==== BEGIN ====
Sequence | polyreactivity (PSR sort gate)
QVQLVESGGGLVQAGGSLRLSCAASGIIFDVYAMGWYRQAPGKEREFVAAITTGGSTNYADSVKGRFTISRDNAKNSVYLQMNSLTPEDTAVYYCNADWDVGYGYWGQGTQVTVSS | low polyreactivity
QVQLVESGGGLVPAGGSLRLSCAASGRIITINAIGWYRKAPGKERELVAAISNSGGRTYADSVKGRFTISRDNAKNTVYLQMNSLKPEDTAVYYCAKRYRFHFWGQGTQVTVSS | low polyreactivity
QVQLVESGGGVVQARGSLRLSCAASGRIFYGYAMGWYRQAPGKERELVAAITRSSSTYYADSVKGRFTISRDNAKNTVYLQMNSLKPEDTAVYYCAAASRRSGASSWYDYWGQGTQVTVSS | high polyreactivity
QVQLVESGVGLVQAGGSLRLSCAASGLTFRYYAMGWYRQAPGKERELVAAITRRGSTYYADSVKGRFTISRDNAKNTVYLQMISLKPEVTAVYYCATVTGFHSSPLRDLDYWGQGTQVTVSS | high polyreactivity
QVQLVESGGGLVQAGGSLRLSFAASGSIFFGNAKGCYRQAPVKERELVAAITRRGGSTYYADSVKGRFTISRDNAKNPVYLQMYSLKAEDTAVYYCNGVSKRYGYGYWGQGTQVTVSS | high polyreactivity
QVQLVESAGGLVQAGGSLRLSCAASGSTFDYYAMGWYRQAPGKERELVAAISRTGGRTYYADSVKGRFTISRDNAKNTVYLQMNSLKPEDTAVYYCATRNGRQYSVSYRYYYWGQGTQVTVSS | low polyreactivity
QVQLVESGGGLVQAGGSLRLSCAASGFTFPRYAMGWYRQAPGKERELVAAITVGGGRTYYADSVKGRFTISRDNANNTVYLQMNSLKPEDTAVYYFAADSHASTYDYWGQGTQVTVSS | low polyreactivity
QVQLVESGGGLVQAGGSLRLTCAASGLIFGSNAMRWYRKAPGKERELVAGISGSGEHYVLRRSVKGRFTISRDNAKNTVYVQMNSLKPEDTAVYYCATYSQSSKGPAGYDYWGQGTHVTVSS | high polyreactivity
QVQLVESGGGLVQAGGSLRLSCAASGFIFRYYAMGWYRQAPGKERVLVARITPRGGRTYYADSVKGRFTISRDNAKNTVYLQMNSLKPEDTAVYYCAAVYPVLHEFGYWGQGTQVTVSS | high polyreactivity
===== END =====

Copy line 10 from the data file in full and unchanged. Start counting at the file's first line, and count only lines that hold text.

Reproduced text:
QVQLVESGGGLVQAGGSLRLSCAASGFIFRYYAMGWYRQAPGKERVLVARITPRGGRTYYADSVKGRFTISRDNAKNTVYLQMNSLKPEDTAVYYCAAVYPVLHEFGYWGQGTQVTVSS | high polyreactivity